Perl 6

Simon Proctor gives us "Perl 6: A Whistle Stop Tour", aiming to answer the fundamental questions: is this useful? Could I use this in production? Should I use this in production? Why might I want to?

Granada's JMERELO looks into "Perl 6 as a first language". With its use of Unicode, generosity of operators and their combinations, and the amount of baked-in data structures, Juan argues Perl 6 makes an excellent choice for teaching programming and computational thinking, as well as more experienced developers who want to stretch themselves.

Don't want to just sit on the sidelines? Lance Wicks runs an interactive workshop on Bailador, the Perl 6 web framework, covering everything from rakudobrew up to the deployment and hosting of your first Bailador project. The workshop is designed to be beginner friendly: it doesn't matter if you're new to web development, Perl6 or Bailador, there's something for you.

Attendance at the London Perl Workshop is free of charge thanks to the generosity of our sponsors - you can signup and find out more about the conference here:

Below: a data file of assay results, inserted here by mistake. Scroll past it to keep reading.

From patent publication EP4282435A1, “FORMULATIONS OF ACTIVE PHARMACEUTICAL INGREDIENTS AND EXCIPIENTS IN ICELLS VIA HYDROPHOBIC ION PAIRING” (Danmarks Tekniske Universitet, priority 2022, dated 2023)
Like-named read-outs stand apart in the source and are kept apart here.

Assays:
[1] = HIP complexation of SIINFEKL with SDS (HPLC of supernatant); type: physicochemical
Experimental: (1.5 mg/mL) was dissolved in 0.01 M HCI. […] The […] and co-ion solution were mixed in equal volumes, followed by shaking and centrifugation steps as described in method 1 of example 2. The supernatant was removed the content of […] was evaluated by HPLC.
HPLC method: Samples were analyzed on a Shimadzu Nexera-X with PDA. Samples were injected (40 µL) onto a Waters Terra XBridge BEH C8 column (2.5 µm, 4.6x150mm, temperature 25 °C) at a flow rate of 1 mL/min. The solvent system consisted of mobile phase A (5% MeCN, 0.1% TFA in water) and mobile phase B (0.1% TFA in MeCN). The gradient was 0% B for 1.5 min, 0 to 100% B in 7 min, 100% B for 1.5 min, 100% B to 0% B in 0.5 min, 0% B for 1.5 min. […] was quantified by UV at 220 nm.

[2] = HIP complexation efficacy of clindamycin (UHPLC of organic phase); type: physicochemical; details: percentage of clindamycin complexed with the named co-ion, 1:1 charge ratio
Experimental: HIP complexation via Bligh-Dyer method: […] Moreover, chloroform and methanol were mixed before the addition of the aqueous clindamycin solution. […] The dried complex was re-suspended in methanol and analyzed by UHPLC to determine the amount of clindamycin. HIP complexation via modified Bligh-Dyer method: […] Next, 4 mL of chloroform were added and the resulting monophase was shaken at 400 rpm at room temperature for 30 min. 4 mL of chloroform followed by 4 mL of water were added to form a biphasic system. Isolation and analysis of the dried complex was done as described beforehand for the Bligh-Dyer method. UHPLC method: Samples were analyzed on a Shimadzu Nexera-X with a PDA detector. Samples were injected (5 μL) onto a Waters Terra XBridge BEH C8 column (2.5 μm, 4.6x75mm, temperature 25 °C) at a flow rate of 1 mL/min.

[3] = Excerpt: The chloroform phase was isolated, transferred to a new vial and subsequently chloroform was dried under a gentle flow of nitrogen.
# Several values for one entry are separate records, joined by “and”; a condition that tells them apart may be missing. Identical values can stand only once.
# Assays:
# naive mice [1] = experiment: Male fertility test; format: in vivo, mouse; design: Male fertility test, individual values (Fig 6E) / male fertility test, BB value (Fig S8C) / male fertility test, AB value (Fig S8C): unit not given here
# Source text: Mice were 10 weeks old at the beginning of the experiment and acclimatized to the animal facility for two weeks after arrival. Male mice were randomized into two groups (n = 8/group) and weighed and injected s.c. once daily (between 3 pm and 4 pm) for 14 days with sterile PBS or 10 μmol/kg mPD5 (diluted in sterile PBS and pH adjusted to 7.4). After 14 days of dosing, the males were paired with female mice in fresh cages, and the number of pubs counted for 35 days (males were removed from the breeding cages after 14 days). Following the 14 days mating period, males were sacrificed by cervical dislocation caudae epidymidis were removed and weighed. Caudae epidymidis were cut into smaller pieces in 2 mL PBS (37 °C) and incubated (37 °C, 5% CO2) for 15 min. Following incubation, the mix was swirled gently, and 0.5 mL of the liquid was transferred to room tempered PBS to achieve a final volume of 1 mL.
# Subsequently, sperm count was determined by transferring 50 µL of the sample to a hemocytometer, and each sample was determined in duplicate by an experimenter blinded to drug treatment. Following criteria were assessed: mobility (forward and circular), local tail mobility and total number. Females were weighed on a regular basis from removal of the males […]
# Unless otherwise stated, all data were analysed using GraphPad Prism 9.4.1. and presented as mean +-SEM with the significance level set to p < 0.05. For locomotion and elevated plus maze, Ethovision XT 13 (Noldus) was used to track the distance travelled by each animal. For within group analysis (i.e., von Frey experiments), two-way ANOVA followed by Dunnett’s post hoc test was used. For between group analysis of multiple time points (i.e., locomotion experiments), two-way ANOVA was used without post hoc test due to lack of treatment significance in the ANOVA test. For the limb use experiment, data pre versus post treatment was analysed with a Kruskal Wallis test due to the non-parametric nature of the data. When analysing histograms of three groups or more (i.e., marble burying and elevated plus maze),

Fancy a Game of (Code) Golf?

Code golf, for those unaware, is a game designed to let you show off your code-fu by solving problems in the least number of keystrokes. It goes without saying that Perl lends itself well to golfing. is a new website that lets you write such solutions, have them scored in real-time, and compete with other users on per-hole, per-language, and overall leaderboards.

The project is very young and will grow to have more holes, more languages, and more features over time, but it's also open source, so feel free to help it along. Patches welcome!

So come one, come all, and either add to Perl 6's dominance, or knock Perl 6 off the top spot with your awesome Perl 5 one liners! JavaScript, PHP, Python, and Ruby are also supported for the heathens :-P

Machine learning in Perl, Part3: Deep Convolutional Generative Adversarial network

Hello all,
Quick update on the status of AI::MXNet.
Recently MXNet proper got a cool addition, new imperative PyTorch like interface called Gluon. If interested please read about it at Gluon home page .